Wednesday, February 02, 2005

Delusion and Recovery: Prognosis 

Building on what Tom has in his post below (thanks!), Antonio Castaneda of AP found some historians making the point that I was sure was lurking in the history of iWaq (and yes, I’ll spell it that way from here on out just so it’s absolutely goddam clear who’s war this is). The British tried not one, but several elections during their “stay” in iWaq from 1919 to 1958. The Iraqis have a long memory.

See Historians See Similarities Between Iraqi Vote Today, Elections Held Under British Rule - from TBO.com where you will read that

Sunday's vote has been painted as Iraq's introduction to democracy, but elections were held under British control, too. Some older Iraqis may have even participated in the 1954 elections, considered relatively free by some historians.

But the majority of Iraq's old parliamentary elections would not pass today's Western standards, and regardless of how fair the polls were, there was no hope for a true representative democracy in a country controlled by Britain.

"The historical memory (Iraqis) have of democracy is of weak governments that were beholden to the British," said Vali Nasr, a professor at the Naval Postgraduate School in Monterey, Calif.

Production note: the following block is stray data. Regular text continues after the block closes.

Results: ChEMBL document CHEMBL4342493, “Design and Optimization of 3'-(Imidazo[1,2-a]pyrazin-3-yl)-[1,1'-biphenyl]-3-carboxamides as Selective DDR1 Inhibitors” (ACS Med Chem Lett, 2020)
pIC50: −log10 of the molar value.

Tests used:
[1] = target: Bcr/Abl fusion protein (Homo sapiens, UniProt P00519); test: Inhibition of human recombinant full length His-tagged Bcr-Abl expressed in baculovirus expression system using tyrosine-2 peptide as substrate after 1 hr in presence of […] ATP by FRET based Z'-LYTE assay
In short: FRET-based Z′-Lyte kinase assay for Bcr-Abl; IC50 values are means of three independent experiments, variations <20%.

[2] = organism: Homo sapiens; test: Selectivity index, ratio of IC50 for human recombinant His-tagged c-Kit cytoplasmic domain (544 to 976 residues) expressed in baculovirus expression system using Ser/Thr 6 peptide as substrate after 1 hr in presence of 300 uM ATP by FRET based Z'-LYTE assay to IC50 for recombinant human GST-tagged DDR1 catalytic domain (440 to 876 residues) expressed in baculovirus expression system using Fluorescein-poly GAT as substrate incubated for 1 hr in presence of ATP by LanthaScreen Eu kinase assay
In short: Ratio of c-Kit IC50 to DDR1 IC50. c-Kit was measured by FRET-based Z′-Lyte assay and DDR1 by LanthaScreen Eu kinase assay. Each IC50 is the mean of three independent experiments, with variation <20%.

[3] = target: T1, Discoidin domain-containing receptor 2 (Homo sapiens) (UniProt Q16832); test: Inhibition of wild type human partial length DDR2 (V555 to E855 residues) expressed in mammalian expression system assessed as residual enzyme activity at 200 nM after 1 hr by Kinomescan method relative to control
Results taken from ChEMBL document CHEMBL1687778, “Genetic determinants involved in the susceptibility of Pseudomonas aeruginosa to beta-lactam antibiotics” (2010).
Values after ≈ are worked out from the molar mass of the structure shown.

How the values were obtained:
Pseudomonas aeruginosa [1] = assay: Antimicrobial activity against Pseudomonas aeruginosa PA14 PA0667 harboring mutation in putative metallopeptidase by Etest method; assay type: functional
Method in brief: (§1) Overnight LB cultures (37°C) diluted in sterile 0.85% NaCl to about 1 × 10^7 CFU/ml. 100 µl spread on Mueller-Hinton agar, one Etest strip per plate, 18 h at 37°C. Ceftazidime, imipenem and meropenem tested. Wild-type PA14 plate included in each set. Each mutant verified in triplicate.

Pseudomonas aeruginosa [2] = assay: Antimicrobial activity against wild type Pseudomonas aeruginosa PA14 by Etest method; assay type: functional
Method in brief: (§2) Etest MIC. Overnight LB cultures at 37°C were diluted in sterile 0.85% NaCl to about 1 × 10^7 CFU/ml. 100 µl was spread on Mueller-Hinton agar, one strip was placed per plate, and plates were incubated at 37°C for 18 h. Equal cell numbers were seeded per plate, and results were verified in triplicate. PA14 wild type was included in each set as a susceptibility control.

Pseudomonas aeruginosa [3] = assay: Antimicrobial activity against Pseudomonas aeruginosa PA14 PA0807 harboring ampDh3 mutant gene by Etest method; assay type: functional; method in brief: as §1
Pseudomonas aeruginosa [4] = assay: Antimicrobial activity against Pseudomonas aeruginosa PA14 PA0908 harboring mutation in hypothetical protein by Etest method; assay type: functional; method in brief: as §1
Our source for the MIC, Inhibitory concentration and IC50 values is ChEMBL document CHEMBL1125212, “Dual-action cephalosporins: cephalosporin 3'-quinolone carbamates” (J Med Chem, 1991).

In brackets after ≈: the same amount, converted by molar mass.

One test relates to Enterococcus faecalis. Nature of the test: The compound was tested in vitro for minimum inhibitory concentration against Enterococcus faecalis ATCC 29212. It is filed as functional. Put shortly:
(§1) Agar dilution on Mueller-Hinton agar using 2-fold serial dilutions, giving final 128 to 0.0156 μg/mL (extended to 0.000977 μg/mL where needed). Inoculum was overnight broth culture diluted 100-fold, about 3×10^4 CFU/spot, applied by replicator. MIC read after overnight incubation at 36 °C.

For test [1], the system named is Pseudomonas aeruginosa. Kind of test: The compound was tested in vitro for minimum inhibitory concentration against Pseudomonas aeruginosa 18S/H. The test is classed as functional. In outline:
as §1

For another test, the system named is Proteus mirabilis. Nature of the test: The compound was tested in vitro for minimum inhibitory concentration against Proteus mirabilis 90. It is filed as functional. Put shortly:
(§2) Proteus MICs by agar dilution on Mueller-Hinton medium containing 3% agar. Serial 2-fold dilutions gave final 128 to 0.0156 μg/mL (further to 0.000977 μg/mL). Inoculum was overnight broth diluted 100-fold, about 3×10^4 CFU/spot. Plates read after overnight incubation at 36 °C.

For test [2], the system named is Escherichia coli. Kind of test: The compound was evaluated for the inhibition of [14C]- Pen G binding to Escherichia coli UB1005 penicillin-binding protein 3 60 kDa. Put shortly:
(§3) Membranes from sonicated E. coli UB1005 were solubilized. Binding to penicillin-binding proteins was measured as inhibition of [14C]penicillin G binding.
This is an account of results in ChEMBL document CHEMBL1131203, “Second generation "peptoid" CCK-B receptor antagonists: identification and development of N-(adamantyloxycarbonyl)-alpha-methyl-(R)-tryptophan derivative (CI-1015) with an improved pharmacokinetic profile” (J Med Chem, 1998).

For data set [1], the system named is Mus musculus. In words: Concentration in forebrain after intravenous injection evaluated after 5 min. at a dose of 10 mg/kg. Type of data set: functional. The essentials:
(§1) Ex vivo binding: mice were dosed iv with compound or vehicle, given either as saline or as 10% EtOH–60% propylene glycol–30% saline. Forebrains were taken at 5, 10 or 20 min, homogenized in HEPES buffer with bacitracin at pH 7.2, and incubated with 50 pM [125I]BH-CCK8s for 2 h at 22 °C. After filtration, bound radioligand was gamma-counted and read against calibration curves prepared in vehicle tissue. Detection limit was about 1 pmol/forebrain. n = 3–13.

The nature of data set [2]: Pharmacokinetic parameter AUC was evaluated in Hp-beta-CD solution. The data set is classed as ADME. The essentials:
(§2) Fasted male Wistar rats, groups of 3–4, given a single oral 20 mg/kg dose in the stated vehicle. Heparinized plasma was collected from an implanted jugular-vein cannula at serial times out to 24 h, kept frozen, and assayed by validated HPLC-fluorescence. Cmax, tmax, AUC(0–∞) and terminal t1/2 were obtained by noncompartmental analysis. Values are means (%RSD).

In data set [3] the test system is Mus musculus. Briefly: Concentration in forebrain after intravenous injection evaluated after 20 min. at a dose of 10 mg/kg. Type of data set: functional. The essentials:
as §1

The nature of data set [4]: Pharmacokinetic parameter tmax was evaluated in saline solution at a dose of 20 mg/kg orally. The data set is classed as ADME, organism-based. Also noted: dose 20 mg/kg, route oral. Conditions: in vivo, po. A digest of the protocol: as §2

"Once there were elections, the British tried to get the governments that they would like," said Nasr. "That ended up completely destroying democracy in Iraq."

Gosh, how short historical memory is. I’m sure aWol will mention that in the SOTU. So, we have similarities between current imperial American actions and past imperial American actions (Vietnam), a new puppet government in Afghanistan that really can’t move much outside of Kabul, OBL still on the loose, and historical precedents to what’s happening in iWaq today with a previous imperial power (Britain). Tom mentions El Salvador, below, as a parallel. I won’t even bother with the Philippines War, but shit, folks…the signs of disaster are everywhere in history and all we get from the media shills and the gummint is butterflies and rainbows. But Social Security? That’s a crisis!

Bushco’s Middle East fantasy goes beyond denial and wishful thinking. This is delusional thinking. See First-person accounts of delusions -- Stanton and David 24 (9): 333 -- Psychiatric Bulletin, where we read that

Reality-testing was not usually part of the process of the development of delusions. It seems that people usually feel no need to question their developing beliefs, and that evidence which might disconfirm them is ignored.

Recovery from delusions is almost always a gradual process, during which the individual passes through an intermediate stage of willingness to question delusions or duality of belief and disbelief. Reality-testing and other strategies to combat delusional thinking may play an important part in promoting and maintaining recovery…

Recovery? Prognosis?

corrente SBL - New Location
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The Washington Chestnut
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